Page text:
Robber Writing

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Paul Whybrow

Full Member
Jun 20, 2015
Cornwall, UK
Nicking ideas is the way of the world, especially with anything creative. As a writer, what's the point of reading books if you don't notice other authors' techniques and adapt them for your own stories?

I've previously admitted on the Colony, that the shock ending of my WIP The Dead Need Nobody, is inspired by Jason Webster's Fatal Sunset, his sixth story featuring a Spanish detective, who is seemingly killed on the last page. I took the title of my WIP from a throwaway thought that Jo Nesbø created for his rogue detective Harry Hole as he leaves a morgue.

There's nothing new under the sun...there are only a certain number of plots that can be used.

The Seven Basic Plots - Wikipedia

You could come up with what you think is a unique Nonsense genre plot where a blue miniature giraffe, with a sweet tooth, space-travels to a distant planet to overthrow the ruling race by infiltrating their inner sanctum with his skills as a jazz trombonist, all to seize control of their world's endless supply of raspberry jam, but it would be broadly similar to a Nordic saga or a more modern science-fiction adventure.

In my chosen writing genre of crime, I admire authors who create three dimensional characterisations of their protagonists. They mention what music they listen to, what films they go to the cinema to watch, which books they read—and how these influences affect their thinking, including giving insights into the investigations they're running. I do the same thing with my Cornish Detective, who's left-wing, artistic and literary...and he uses his laid-back manner to lull suspects into a false sense of superiority, before springing a trap they hadn't noticed.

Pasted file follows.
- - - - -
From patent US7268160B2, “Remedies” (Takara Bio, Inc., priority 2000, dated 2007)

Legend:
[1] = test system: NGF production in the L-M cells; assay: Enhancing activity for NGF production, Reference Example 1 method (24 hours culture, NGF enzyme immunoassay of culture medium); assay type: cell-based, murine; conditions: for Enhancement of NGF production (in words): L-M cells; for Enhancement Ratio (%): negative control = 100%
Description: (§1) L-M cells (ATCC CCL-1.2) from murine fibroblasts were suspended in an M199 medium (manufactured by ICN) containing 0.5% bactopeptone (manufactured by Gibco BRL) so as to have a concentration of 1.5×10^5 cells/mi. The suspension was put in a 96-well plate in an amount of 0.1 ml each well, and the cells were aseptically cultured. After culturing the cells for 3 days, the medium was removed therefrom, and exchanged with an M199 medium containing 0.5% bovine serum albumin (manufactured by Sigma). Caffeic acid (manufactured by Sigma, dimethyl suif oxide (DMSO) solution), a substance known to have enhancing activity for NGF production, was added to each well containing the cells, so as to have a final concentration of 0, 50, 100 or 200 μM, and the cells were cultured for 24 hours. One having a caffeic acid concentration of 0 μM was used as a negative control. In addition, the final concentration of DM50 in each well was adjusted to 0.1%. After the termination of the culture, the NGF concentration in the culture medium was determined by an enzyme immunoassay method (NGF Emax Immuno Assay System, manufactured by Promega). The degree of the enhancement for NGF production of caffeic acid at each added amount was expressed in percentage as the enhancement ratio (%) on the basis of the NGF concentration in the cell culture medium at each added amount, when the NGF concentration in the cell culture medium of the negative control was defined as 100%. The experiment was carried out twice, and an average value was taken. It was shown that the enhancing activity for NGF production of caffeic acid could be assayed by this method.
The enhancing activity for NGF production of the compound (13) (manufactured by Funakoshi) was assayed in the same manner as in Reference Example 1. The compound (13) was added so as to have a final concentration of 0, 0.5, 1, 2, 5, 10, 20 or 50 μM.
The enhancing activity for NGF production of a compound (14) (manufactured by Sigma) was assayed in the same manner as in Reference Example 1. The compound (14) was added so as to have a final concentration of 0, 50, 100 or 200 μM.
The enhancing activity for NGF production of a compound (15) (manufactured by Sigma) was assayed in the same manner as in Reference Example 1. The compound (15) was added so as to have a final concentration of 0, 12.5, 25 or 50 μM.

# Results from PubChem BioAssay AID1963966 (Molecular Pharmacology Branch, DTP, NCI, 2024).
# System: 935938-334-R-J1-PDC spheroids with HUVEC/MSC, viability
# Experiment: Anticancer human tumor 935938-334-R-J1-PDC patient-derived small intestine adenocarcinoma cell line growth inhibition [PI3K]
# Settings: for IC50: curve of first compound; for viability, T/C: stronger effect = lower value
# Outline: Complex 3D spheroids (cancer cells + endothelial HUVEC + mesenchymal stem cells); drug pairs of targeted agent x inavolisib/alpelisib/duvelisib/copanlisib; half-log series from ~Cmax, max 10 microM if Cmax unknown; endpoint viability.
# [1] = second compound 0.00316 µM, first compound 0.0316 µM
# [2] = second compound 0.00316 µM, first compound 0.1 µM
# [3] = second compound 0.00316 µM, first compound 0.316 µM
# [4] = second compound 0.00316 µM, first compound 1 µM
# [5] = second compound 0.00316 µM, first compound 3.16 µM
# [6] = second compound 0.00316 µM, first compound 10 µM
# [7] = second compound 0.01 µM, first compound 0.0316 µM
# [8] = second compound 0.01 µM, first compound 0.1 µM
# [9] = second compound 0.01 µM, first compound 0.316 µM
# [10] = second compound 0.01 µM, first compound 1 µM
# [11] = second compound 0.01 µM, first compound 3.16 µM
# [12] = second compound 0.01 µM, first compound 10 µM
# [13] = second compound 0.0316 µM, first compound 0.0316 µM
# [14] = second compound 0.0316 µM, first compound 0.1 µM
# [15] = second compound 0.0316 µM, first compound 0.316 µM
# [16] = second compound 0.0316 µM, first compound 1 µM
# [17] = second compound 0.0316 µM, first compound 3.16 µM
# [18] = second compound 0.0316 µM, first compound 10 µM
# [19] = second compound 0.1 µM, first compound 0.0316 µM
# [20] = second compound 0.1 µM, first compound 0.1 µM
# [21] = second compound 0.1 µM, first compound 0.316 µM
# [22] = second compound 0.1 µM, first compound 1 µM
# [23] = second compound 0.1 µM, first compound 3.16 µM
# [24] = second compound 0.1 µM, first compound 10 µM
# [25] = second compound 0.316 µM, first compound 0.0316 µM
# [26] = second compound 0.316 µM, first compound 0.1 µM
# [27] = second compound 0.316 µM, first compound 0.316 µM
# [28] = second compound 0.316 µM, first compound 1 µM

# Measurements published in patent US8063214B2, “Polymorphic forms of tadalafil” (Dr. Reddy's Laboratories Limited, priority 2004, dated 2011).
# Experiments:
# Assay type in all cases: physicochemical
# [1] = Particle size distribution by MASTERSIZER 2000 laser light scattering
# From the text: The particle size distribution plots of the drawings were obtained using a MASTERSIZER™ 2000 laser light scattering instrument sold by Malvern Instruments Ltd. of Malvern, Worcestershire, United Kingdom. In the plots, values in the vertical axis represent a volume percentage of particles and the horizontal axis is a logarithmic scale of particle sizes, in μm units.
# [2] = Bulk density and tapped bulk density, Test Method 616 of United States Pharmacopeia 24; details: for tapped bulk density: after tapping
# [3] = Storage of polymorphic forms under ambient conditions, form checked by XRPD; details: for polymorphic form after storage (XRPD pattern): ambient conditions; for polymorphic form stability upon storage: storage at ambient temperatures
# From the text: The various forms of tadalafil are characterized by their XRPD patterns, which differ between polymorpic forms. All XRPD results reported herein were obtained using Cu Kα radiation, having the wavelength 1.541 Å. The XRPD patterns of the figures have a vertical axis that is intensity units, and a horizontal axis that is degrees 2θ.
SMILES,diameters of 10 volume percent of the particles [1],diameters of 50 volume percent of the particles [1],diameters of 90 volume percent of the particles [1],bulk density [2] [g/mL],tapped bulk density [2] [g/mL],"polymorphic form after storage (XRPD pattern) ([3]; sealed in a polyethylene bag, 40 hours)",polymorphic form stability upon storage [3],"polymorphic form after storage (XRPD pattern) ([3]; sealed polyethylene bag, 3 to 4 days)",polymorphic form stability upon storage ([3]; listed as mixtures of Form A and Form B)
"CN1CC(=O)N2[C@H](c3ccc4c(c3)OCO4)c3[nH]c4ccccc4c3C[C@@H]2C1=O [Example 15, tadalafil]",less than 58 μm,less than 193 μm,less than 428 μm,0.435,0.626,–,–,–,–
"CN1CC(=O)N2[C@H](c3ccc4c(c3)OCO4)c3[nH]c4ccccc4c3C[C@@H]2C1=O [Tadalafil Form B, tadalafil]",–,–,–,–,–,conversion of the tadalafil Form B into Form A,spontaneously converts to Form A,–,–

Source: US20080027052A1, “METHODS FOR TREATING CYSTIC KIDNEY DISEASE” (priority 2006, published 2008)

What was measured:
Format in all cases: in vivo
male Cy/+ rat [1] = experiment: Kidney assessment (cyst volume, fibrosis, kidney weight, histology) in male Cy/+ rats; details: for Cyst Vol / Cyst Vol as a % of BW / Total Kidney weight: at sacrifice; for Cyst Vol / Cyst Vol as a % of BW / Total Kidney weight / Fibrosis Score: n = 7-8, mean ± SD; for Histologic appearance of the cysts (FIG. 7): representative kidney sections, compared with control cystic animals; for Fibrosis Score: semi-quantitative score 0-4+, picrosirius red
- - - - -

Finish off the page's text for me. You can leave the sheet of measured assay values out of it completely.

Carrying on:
Crime writers such a Walter Mosley, James Lee Burke, John Connelly, Michael Connelly and Ed McBain all showed me that there could be more to a detective than just a lawful thug who killed baddies and cast aside floozies without compunction. I filched the best tricks from their writing.

For me, situational humour in fiction works better than overt joking around or slapstick capers. Donald Harington, Andrea Camilleri, David Nobbs, Brady Udall, and Carl Hiaasen all throw their protagonists into wildly unpredictable situations containing humour and peril. For instance, Carl Hiaasen's Stormy Weather is a crime caper set in the chaos created by Hurricane Andrew, in which zoo animals escape to wander the wrecked buildings of Miami; just that element creates tension and the potential for humour. Inspired by this story, I had several mountain lions, the legendary Beast of Bodmin Moor prowling through my third Cornish Detective novel An Elegant Murder.

Provided what you're writing isn't plagiarism—deceitful appropriation—then everything you've ever read is grist to the mill, sure to come out in some way in your own writing. Your take on a situation will be different to a previous book. Film director Jim Jarmusch advised:


It's not just me with sticky fingers. I've just finished reading Jamie Quatro's Fire Sermon, and in the Acknowledgements the author thanks all of the expected friends and family, her editor, her agent and her publisher, before going on to admit how she was specifically influenced by poets Sharon Olds and A. R. Ammons, taking snippets from their verse, and also by a set-up from a John Updike short story. Quatro goes on to give a nod of the head to fourteen other famous authors, "all of whose language and ideas informed and influenced the writing of this book."

Such honesty and humility is commendable.

How have you been inspired by books you've read?

Do you ever feel like a thief? In bad and good ways....

Yes and maybe. We draw from the sum of our experiences to create our stories. That includes life, movies, books and so much more. Is it theft? Maybe, but if it is, the theft is so mashed with other experiences, it bares little resemblance to the original and is not done with intent.
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